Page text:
The RS is a lighter car compared to the GT, which results in better power to weight ratio for the Maruti. But the flipside is, with better weight comes better stability. Engaging the RS clutch is as smooth as inserting a knife into a slab of butter due to its smaller clutch pack, but it could vibrate in the long run due the struggle in transmitting the power fully to a smaller clutch plate compared to that of Polo. People who have driven the Swift for long will tell you.

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The RS is longer, wider and taller, with a better boot and cabin space than the GT, but the German scores with a slightly higher power and ample torque of 175 Nm. The GT benefits from ‘Electronic Stability Control’, the lack of which makes the RS prone to tail-wagging while taking corners or on uneven roads. The GT also comes with a hill-hold function, which stops your car from rolling back into another while you’re crawling up an incline in stop-start traffic.

The RS is available only in the top-end alpha trim, just like the GT. Compared to the standard Baleno, the RS gets certain extra features such as projector headlamps, LED daytime running lights, LED tail lamps, reverse camera, auto climate control and an Apple CarPlay-compatible infotainment system. But it misses out on a cooled glovebox, cornering lamps and cruise control. It’s still a mystery as to what good a flat steering wheel is except on racecars, where getting in and out can be torturous. Furthermore, the plastic quality in the RS is a notch below the GT and the seats are covered in tacky fibre.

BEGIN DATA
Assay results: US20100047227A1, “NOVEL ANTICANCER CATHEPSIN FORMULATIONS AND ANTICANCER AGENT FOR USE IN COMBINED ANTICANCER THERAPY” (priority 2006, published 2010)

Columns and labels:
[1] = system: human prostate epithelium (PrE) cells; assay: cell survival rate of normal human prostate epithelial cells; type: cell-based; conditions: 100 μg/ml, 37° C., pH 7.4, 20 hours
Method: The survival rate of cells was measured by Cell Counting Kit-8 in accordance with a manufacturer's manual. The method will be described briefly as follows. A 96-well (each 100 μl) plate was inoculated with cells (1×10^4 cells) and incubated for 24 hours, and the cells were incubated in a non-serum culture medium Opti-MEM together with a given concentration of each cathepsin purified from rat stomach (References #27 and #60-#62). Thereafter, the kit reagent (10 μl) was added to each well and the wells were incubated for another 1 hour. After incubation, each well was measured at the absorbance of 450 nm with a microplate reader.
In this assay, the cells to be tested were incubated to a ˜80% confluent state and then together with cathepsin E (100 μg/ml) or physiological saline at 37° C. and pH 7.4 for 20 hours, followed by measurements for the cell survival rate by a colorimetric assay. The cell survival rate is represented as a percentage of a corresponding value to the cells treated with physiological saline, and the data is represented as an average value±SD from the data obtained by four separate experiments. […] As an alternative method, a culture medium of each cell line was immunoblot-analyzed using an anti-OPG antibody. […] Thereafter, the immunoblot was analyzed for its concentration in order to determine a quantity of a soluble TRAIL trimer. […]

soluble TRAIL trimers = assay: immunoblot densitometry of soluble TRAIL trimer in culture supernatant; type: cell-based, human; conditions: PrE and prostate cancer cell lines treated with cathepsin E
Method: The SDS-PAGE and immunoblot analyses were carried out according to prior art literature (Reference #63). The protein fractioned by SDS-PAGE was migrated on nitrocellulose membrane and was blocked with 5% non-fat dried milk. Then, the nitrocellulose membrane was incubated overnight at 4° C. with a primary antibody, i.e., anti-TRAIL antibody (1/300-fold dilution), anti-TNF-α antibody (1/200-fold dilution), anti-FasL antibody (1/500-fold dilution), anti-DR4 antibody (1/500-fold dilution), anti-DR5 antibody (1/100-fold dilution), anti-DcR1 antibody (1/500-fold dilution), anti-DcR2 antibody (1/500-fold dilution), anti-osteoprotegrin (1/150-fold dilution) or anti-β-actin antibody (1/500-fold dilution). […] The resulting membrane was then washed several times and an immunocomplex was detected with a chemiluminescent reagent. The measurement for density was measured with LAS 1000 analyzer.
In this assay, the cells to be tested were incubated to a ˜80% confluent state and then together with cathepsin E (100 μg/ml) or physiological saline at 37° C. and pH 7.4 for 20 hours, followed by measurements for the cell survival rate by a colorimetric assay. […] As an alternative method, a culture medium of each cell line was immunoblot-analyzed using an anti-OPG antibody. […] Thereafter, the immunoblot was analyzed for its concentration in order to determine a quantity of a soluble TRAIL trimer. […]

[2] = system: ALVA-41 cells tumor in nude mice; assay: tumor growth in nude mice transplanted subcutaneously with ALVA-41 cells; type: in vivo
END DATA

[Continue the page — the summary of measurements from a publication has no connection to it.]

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The RS engine sips its drink slowly compared to the GT, and not to forget the ease of ownership that comes with a Maruti. The Germans will rip you apart if you want a part replaced. For example, if the cable of GT’s automatic window snaps, they will ask you to replace the entire assembly, which will cost you Rs 8,000. Also try locating the service centre of Volkswagen in Delhi, your GPS will run into trouble.

Go for the RS if you like to drive a stick which is a powerhouse, want ease of maintenance and can live with the quirky design.

Go for the GT TSI if you are the one who likes to take-off when the signal turns green and look back with contempt at others struggling at the zebra crossing and if you like the adrenaline rush with every downshift. Only then, you won’t mind spending an extra 50k. But, beware, if the car breaks down, the roadside mechanic will just be like Alice in Wonderland making sense of an unfamiliar environment.

Go for Baleno RS if you like to drive a stick which is a powerhouse, can live with the quirky design, want more cabin space, like a lot of goodies upfront and can’t spend the extra 50k for a quicker gearshift. And also, crucially, if you want ease of maintenance. Even if the car breaks down, a roadside ‘jugaad’ mechanic can get it running.